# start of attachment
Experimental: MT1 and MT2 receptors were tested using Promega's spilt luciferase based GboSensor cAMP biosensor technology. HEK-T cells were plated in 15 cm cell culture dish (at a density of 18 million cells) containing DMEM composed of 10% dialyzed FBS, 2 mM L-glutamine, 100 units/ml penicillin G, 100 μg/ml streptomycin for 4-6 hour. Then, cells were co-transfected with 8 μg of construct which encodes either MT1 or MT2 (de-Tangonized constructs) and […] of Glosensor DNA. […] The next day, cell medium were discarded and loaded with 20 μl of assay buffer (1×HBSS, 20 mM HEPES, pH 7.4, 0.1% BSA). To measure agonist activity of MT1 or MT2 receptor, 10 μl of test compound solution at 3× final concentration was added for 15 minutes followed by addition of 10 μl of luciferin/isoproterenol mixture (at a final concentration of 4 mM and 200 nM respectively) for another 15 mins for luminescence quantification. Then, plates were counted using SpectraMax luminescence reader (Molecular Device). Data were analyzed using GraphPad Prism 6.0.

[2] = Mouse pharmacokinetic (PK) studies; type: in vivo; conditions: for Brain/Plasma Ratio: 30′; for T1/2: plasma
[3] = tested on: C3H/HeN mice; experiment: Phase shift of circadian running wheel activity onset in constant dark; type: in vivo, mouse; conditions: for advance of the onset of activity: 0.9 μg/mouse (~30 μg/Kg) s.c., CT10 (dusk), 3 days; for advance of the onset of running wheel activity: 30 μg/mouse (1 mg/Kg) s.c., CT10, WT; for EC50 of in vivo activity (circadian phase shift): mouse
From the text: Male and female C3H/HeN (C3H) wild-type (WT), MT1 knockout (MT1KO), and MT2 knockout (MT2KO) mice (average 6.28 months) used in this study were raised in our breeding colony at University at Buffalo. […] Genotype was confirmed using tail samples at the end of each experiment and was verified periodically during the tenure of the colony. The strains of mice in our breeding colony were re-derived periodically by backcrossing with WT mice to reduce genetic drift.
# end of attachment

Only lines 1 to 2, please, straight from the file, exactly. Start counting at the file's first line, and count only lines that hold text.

Experimental: MT1 and MT2 receptors were tested using Promega's spilt luciferase based GboSensor cAMP biosensor technology. HEK-T cells were plated in 15 cm cell culture dish (at a density of 18 million cells) containing DMEM composed of 10% dialyzed FBS, 2 mM L-glutamine, 100 units/ml penicillin G, 100 μg/ml streptomycin for 4-6 hour. Then, cells were co-transfected with 8 μg of construct which encodes either MT1 or MT2 (de-Tangonized constructs) and […] of Glosensor DNA. […] The next day, cell medium were discarded and loaded with 20 μl of assay buffer (1×HBSS, 20 mM HEPES, pH 7.4, 0.1% BSA). To measure agonist activity of MT1 or MT2 receptor, 10 μl of test compound solution at 3× final concentration was added for 15 minutes followed by addition of 10 μl of luciferin/isoproterenol mixture (at a final concentration of 4 mM and 200 nM respectively) for another 15 mins for luminescence quantification. Then, plates were counted using SpectraMax luminescence reader (Molecular Device). Data were analyzed using GraphPad Prism 6.0.

[2] = Mouse pharmacokinetic (PK) studies; type: in vivo; conditions: for Brain/Plasma Ratio: 30′; for T1/2: plasma